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We all know what happens whenever anyone or anything tries to access a resource on the Internet. It all starts with a DNS request that translates a URL (www.akamai.com) into an IP address (18.104.22.168): Now if we dive a little deeper into the DNS request flow we can see the requester make a request to the recursive DNS infrastructure of either their ISP or their enterprise. In other words recursive
Inside the Mind of a CybercriminalThe rise of open source malware, IoT-based threats, and criminal services-for-hire is fomenting a new era in cybercrime. While global cybercrime is expanding and cybercriminals are stuffing their bank accounts, individuals and businesses (especially SMBs) are directly impacted. Many worry about the safety and security of their online experiences and what communication service providers (CSPs) are doing to protect them.
I recently sat down with Steve Saunders of Light Reading to talk about the role DNS plays in understanding and fighting emerging cyberthreats. In the interview, we went through the highlights of Nominum's, now part of Akamai, recent Data Science report, in which our Data Science team studied more than 15 trillion queries over a three-month period and reported on the world of cybersecurity through the lens of DNS, uncovering
With cyberthreats increasing in size and scope, businesses are scrambling to find new ways to protect their financial and human capital assets. Many enterprise solutions offer endpoint protection and network security, but the SMB sector doesn't have the budget to deploy enterprise security solutions and typically lacks the in-house expertise to keep their networks and users adequately protected. In particular, as employees bring mobile devices onto corporate networks, and with
One of the biggest cyberthreats making the rounds on the internet is the Mirai botnet. Mirai targets connected Internet of Things (IoT) devices, using each infected device to launch DDoS attacks and cause website outages around the globe by flooding them with queries. Examples of recent Mirai-generated web outages are the Dyn attack which took down or significantly slowed sites like Airbnb, Twitter, the New York Times, CNN, Fox News,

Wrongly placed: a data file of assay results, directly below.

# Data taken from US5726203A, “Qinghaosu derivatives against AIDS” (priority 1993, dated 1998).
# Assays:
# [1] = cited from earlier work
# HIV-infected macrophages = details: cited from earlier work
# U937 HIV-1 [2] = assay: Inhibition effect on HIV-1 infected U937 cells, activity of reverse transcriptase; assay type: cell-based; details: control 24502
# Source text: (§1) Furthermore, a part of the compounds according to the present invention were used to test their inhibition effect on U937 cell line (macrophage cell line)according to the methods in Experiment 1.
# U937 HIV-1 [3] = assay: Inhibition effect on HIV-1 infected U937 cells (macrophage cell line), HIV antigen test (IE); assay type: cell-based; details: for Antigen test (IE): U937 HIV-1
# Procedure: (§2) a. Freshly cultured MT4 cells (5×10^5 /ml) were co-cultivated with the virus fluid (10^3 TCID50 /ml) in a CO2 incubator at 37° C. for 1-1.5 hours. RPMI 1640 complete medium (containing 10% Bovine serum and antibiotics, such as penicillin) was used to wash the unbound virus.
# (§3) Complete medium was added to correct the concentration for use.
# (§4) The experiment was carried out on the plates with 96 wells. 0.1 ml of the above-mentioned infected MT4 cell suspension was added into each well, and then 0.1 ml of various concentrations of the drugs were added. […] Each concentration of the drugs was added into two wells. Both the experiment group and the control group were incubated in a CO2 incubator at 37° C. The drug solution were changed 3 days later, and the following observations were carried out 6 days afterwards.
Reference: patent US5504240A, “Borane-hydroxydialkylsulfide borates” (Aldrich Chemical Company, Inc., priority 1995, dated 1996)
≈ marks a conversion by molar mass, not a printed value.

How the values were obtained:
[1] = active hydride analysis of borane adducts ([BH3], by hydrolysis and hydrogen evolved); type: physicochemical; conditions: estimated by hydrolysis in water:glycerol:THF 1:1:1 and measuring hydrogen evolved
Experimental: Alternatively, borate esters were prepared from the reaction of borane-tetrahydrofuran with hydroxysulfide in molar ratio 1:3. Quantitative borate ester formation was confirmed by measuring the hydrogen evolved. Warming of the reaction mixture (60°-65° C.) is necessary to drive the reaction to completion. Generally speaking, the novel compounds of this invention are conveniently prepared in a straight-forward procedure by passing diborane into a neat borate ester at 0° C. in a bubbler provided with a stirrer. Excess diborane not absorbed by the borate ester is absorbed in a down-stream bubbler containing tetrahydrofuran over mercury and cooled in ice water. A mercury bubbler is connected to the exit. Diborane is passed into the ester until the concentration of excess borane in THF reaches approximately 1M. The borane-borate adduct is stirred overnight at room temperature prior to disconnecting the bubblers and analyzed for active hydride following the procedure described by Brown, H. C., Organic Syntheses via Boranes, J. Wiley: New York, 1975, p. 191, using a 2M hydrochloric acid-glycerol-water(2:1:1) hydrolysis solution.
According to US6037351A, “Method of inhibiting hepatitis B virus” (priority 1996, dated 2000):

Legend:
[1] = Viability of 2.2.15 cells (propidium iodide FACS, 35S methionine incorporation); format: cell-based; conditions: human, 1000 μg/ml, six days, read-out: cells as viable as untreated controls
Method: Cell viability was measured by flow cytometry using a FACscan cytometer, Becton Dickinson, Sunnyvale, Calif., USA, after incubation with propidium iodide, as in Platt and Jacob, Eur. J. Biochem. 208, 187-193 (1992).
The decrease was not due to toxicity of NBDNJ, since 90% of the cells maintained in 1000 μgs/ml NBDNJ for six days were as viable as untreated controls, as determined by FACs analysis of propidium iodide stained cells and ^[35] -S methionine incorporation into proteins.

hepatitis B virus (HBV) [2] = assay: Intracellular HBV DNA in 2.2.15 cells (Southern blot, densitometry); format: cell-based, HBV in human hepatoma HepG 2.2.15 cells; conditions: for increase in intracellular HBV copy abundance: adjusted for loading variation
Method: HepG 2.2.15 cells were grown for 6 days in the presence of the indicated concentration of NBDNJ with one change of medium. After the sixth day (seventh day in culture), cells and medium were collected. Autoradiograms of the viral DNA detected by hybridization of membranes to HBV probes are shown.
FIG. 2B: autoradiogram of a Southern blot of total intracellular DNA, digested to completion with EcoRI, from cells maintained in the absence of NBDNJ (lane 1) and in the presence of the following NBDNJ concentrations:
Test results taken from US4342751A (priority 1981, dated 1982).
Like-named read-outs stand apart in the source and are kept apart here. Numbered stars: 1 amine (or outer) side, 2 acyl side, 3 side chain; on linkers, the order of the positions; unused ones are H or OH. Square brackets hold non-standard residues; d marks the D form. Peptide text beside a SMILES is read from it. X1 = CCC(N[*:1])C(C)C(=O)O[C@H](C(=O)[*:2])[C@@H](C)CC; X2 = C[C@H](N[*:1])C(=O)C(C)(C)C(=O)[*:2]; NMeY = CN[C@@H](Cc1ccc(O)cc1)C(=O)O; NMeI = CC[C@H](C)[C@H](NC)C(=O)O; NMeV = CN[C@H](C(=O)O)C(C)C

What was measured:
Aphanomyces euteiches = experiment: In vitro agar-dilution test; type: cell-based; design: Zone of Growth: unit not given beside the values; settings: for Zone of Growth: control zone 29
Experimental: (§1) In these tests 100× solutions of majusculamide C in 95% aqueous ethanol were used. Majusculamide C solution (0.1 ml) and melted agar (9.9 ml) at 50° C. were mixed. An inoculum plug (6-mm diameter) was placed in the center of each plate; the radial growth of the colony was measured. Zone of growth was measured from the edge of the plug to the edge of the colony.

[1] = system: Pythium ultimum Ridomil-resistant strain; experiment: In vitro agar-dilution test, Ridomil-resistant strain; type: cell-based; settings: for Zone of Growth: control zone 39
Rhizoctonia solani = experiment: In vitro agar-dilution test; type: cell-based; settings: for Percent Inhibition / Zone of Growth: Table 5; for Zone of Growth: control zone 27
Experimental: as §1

In the first of this two-part blog, I reported the impact that the Dyn DDoS attack had on the financial services industry. Banks, insurers, credit cards, and others had two waves of impacts on Oct. 21, with many websites clocking in with 60 second page response times, and others with outright failures, not able to service their customers. In Part 2, we'll dig into some details to better understand the
Nominum, now part of Akamai, inaugural security report published by its Data Science team, Data Revelations: Fall 2016, includes an analysis of some of the largest threats that are impacting organizations and individuals, including ransomware, DDoS, mobile malware, IoT-based attacks and more. Since DNS is the launch point for over 90% of cyberattacks, it offers a great vantage point from which to examine, understand, thwart and proactively prevent threats1. With
The increasingly digital consumer lifestyle, fueled by explosive growth in the use of the internet, mobile technologies and social media, has given rise to the empowered customer. With access to more information, choices, and opportunities, consumers across all industries are in a position to demand not only what they want, but also where and how they want it.
Each quarter the Akamai team delves into the volumes of data that we have at our disposal. Every time we do so we find something new and exciting, and this last quarter was by no means an exception. You might have heard of a little botnet called Mirai that set the Internet on its ear during the month of October.